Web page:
Yesterday's all-Corvette Choose Your Eternity poll resulted in the '68 just barely edging out the '69, no doubt due to the Jimi Hendrix connection. Now it's time to try a different type of theme; we haven't yet seen a selection of cars based on a model year alone, so today we're going with two vastly different- yet vastly cool- choices from Anno Domini 1958, the year Nikita Krushchev became premier of the Soviet Union.
Inspired by the DOTS Mercury Commuter that blew away the competition in the Best DOTS Wagon Poll, I figured we needed a Hell Project Commuter as soon as possible. And, really, it's the perfect mix of must-have coolness (four-door hardtop wagon with every conceivable example of Chromium Rococo Excess) and impossible-to-find parts (MEL engine, weird not-shared-with-any-Fords trim and interior components, wraparound glass). But they're just about impossible to find, and expensive as hell... unless, of course, you head to Texas and score this diamond-in-the-incredibly-rough '58 (go here if the ad disappears) for a very reasonable $1,250. The 410 engine is "stuck," but you can actually find the MELs if you dig hard enough (anyway, we'd want to put a quad-turbocharged Cammer 427 in this thing). The seller is kind enough to inform us: "Missing: radiator, radio, front seat, front wheels," which makes one think that maybe everything else is still there! Could be, could be!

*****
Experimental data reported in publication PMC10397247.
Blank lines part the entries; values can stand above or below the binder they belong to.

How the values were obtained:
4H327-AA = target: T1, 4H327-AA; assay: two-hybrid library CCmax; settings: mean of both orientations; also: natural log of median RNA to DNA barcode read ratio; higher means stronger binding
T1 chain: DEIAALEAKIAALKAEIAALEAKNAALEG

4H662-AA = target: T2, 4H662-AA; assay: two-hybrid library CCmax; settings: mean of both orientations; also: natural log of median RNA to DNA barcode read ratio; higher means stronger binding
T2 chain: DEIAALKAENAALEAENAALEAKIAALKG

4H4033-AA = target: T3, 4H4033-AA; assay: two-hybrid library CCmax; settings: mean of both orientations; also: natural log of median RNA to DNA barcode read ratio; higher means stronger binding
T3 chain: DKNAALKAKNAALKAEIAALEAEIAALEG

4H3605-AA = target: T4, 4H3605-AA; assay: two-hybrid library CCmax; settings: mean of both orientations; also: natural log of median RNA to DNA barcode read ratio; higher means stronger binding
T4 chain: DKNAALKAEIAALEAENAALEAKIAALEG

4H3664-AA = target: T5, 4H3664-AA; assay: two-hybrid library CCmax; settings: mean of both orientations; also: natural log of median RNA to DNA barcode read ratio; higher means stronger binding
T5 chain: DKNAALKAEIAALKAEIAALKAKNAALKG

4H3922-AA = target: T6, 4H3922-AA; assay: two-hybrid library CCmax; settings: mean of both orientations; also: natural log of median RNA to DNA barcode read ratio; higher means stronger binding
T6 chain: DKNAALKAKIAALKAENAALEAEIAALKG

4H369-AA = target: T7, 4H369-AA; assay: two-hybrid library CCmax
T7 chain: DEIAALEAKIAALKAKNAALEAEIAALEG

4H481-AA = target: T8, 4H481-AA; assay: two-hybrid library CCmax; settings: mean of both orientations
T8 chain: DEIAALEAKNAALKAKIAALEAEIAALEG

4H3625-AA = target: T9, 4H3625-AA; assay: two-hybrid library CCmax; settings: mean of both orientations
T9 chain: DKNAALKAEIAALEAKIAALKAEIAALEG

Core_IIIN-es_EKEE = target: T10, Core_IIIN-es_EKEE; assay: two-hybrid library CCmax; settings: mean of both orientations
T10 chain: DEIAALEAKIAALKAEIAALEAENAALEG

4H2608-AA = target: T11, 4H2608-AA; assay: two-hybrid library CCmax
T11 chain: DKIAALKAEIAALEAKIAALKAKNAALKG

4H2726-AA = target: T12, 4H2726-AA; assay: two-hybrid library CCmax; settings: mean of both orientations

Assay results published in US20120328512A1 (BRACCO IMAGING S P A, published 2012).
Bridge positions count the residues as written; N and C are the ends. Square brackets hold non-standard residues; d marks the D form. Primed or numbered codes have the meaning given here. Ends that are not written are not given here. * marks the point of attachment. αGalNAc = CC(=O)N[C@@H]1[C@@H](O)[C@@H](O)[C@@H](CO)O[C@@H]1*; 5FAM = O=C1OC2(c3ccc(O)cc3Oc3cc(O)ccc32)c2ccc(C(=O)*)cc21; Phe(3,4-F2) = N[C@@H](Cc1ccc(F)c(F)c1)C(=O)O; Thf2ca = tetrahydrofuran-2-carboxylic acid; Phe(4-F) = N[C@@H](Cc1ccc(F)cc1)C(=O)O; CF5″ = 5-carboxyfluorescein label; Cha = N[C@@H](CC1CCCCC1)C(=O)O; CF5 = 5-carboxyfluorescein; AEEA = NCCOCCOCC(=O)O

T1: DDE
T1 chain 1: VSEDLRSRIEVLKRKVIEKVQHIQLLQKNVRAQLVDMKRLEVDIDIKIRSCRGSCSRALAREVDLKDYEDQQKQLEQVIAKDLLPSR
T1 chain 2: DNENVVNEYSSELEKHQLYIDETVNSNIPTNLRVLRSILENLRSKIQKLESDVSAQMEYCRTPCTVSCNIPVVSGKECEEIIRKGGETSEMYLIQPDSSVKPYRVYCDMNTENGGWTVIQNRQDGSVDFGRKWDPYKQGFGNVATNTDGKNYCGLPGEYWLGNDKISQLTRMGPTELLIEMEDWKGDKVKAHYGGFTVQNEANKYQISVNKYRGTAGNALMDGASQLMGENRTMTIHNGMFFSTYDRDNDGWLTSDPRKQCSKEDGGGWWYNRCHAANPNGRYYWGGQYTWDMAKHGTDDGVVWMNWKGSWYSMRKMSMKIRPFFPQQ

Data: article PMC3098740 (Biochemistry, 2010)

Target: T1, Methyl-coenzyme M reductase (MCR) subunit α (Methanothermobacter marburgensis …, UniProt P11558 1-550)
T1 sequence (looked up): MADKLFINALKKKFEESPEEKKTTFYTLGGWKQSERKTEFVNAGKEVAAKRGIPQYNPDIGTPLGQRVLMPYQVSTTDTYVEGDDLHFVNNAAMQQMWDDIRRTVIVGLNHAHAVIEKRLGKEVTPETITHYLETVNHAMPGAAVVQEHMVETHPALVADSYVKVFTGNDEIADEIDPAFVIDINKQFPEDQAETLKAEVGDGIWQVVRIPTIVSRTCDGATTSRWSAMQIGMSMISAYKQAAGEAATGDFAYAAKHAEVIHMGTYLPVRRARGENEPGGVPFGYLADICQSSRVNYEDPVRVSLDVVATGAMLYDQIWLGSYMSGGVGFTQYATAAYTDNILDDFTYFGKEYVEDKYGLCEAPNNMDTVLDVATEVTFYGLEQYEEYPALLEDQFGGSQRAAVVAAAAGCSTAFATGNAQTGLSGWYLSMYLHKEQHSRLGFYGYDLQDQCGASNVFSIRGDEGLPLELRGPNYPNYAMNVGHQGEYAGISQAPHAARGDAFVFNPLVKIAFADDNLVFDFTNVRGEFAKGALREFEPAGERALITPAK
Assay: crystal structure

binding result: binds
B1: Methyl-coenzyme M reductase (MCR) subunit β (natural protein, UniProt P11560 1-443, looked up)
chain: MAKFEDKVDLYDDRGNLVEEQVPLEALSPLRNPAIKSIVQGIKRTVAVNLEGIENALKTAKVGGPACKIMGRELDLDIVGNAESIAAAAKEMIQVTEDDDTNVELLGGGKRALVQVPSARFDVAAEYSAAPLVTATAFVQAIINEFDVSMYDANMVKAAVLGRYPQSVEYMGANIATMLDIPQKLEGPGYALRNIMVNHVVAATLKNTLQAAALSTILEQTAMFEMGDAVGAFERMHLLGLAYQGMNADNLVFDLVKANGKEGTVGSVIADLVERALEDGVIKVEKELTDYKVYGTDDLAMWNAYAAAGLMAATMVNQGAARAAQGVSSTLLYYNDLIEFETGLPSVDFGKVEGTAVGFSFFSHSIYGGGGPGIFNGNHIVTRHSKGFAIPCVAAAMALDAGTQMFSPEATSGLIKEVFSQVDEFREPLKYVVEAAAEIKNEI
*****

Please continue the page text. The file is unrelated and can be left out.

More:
Dropping anchor in a 5,000-pound monster station wagon is fun and all, but it can get tiresome. Don't despair, though- you can still have a machine that glows with 50s optimism yet can maneuver through tight traffic and park in the stingiest imaginable urban parking spots. For example, this 1958 Vespa 400! The seller doesn't pull any punches, with the seemingly self-contradicting "restorable basket case" description right in the main subtitle. What you get here is a "restorable chassis" and seven crates of parts. Seven crates of parts! If ever there was a Project Car Hell mantra, that's got to be it! What's in those crates? How big are they? To add to the fun, the car has never been registered in the United States, but this is the sort of situation where the very flexible and understanding folks at the DMV will stop at nothing to help you sort out the paperwork... right? Yes, of course! Now, you could take the chassis and the Seven Magical Crates and do a period-correct restoration, which would certainly be fun... but we're thinking more in terms of something like this Vespa project. Either way, if you could finish this thing you'd be certain to love your Vespa. Thanks (and the ever-elusive second half-credit towards a Project Car Hell Tipster T-shirt) to BananaDoc for the tip; BananaDoc, as you may recall, sent in the Rolls we saw in the England's Dreaming PCH back in December.